This biblical truth is all-encompassing for Free Methodists, and it has been that way since our inception. On a summer day in 1860, the reminder of and call to true freedom regained a voice, resulting in a collision between societal norms of the day (within the church and without) and the character of God.
How did our forerunners make a mark? Donald N. Bastian summarizes their impact in “Belonging: Adventures in Church Membership”: “It was named Free Methodist Church because the adjective ‘free’ reflected the issues in its origin. It was to be marked by freedom from slavery, freedom from secret societies, free seats in all churches, and the freedom of the Spirit in worship.”
They confronted both societal and ecclesial ills fearlessly and shamelessly to proclaim and reclaim the holistic gospel for which our Lord Jesus died — thus anchoring our corporate identity in a meaningful, four-letter word: free.
Fast-forward 154 years. How are we doing at cultivating the seeds of our denominational DNA? How does freedom mark our personal and corporate lives, as well as our ministry goals? Dynamics of church and society have changed, but the essential call to freedom remains.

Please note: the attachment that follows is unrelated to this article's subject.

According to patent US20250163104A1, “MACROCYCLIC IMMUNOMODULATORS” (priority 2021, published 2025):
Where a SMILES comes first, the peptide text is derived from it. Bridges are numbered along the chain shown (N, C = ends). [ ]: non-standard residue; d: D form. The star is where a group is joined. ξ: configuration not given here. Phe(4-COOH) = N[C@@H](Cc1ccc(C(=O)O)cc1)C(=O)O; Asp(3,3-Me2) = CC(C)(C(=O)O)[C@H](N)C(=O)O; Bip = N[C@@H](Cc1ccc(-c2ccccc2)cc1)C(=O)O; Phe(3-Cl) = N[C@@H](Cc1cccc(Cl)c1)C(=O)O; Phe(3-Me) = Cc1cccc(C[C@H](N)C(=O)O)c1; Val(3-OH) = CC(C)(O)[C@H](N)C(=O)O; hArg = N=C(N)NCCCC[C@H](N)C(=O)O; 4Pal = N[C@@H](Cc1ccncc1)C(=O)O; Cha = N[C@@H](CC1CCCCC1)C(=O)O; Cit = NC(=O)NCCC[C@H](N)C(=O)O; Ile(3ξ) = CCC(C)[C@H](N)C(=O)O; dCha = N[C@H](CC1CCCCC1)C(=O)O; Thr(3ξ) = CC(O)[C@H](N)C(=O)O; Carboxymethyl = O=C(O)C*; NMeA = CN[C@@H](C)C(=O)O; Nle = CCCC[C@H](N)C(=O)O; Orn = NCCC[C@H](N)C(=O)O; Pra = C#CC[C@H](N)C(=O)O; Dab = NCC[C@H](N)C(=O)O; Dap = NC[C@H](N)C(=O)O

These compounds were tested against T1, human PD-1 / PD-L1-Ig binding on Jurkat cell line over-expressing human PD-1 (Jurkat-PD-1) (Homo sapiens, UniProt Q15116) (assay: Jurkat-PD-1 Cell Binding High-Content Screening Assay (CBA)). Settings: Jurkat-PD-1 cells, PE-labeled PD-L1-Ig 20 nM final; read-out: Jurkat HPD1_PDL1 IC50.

Freedom encompasses multilayered dimensions. It requires personal commitment to grow in grace in such a way that we are not only released from our own bondages but also willing to confront the bondages that permeate our world.
We were born free for a purpose. May God find us faithful in living and declaring the foundations of our heritage. Free is more than our name; it is our life call in the body of Christ.
Joy M.O. Ireland is a Free Methodist elder who resides in Wilmore, Kentucky.
DISCUSSION: Where do you need to experience freedom in your life?  How can your experience of freedom in Christ engage the culture around you?